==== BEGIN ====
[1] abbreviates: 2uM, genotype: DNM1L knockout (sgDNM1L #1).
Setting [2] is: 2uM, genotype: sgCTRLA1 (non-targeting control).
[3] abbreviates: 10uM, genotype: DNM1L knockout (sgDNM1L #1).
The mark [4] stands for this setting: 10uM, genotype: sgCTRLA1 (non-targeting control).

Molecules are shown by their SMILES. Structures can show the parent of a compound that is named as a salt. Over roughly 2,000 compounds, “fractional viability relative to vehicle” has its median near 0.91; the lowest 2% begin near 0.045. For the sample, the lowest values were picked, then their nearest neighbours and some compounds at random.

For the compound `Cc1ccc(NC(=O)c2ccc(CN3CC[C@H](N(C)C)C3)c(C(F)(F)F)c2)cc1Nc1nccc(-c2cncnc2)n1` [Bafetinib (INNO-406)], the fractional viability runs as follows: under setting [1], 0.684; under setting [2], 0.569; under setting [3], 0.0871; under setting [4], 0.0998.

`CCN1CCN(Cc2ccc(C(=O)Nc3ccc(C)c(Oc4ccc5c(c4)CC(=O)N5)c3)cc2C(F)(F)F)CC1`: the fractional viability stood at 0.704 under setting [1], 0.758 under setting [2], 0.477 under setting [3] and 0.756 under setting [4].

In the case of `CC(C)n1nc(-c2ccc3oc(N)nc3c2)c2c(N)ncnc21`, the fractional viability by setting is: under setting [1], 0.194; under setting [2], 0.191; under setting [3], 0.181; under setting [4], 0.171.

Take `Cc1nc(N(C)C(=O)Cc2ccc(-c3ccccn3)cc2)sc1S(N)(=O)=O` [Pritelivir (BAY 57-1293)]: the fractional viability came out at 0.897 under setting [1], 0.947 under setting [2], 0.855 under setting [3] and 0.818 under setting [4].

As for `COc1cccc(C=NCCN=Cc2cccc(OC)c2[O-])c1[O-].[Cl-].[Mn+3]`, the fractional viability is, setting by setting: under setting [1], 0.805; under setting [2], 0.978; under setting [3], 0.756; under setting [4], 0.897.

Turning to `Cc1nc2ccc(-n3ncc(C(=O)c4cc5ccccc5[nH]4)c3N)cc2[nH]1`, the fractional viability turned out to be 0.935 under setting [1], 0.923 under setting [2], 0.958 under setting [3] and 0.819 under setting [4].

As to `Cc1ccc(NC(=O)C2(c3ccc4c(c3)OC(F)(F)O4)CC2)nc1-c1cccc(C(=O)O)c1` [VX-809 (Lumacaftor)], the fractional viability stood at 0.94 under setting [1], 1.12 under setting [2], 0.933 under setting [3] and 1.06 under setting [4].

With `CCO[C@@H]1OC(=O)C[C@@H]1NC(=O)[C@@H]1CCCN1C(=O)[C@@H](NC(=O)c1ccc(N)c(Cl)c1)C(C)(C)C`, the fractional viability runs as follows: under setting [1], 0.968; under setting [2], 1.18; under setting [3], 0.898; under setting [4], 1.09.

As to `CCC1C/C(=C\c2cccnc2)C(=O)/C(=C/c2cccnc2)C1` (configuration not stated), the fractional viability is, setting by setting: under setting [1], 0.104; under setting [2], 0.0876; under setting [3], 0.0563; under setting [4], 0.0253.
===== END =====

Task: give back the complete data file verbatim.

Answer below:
[1] abbreviates: 2uM, genotype: DNM1L knockout (sgDNM1L #1).
Setting [2] is: 2uM, genotype: sgCTRLA1 (non-targeting control).
[3] abbreviates: 10uM, genotype: DNM1L knockout (sgDNM1L #1).
The mark [4] stands for this setting: 10uM, genotype: sgCTRLA1 (non-targeting control).

Molecules are shown by their SMILES. Structures can show the parent of a compound that is named as a salt. Over roughly 2,000 compounds, “fractional viability relative to vehicle” has its median near 0.91; the lowest 2% begin near 0.045. For the sample, the lowest values were picked, then their nearest neighbours and some compounds at random.

For the compound `Cc1ccc(NC(=O)c2ccc(CN3CC[C@H](N(C)C)C3)c(C(F)(F)F)c2)cc1Nc1nccc(-c2cncnc2)n1` [Bafetinib (INNO-406)], the fractional viability runs as follows: under setting [1], 0.684; under setting [2], 0.569; under setting [3], 0.0871; under setting [4], 0.0998.

`CCN1CCN(Cc2ccc(C(=O)Nc3ccc(C)c(Oc4ccc5c(c4)CC(=O)N5)c3)cc2C(F)(F)F)CC1`: the fractional viability stood at 0.704 under setting [1], 0.758 under setting [2], 0.477 under setting [3] and 0.756 under setting [4].

In the case of `CC(C)n1nc(-c2ccc3oc(N)nc3c2)c2c(N)ncnc21`, the fractional viability by setting is: under setting [1], 0.194; under setting [2], 0.191; under setting [3], 0.181; under setting [4], 0.171.

Take `Cc1nc(N(C)C(=O)Cc2ccc(-c3ccccn3)cc2)sc1S(N)(=O)=O` [Pritelivir (BAY 57-1293)]: the fractional viability came out at 0.897 under setting [1], 0.947 under setting [2], 0.855 under setting [3] and 0.818 under setting [4].

As for `COc1cccc(C=NCCN=Cc2cccc(OC)c2[O-])c1[O-].[Cl-].[Mn+3]`, the fractional viability is, setting by setting: under setting [1], 0.805; under setting [2], 0.978; under setting [3], 0.756; under setting [4], 0.897.

Turning to `Cc1nc2ccc(-n3ncc(C(=O)c4cc5ccccc5[nH]4)c3N)cc2[nH]1`, the fractional viability turned out to be 0.935 under setting [1], 0.923 under setting [2], 0.958 under setting [3] and 0.819 under setting [4].

As to `Cc1ccc(NC(=O)C2(c3ccc4c(c3)OC(F)(F)O4)CC2)nc1-c1cccc(C(=O)O)c1` [VX-809 (Lumacaftor)], the fractional viability stood at 0.94 under setting [1], 1.12 under setting [2], 0.933 under setting [3] and 1.06 under setting [4].

With `CCO[C@@H]1OC(=O)C[C@@H]1NC(=O)[C@@H]1CCCN1C(=O)[C@@H](NC(=O)c1ccc(N)c(Cl)c1)C(C)(C)C`, the fractional viability runs as follows: under setting [1], 0.968; under setting [2], 1.18; under setting [3], 0.898; under setting [4], 1.09.

As to `CCC1C/C(=C\c2cccnc2)C(=O)/C(=C/c2cccnc2)C1` (configuration not stated), the fractional viability is, setting by setting: under setting [1], 0.104; under setting [2], 0.0876; under setting [3], 0.0563; under setting [4], 0.0253.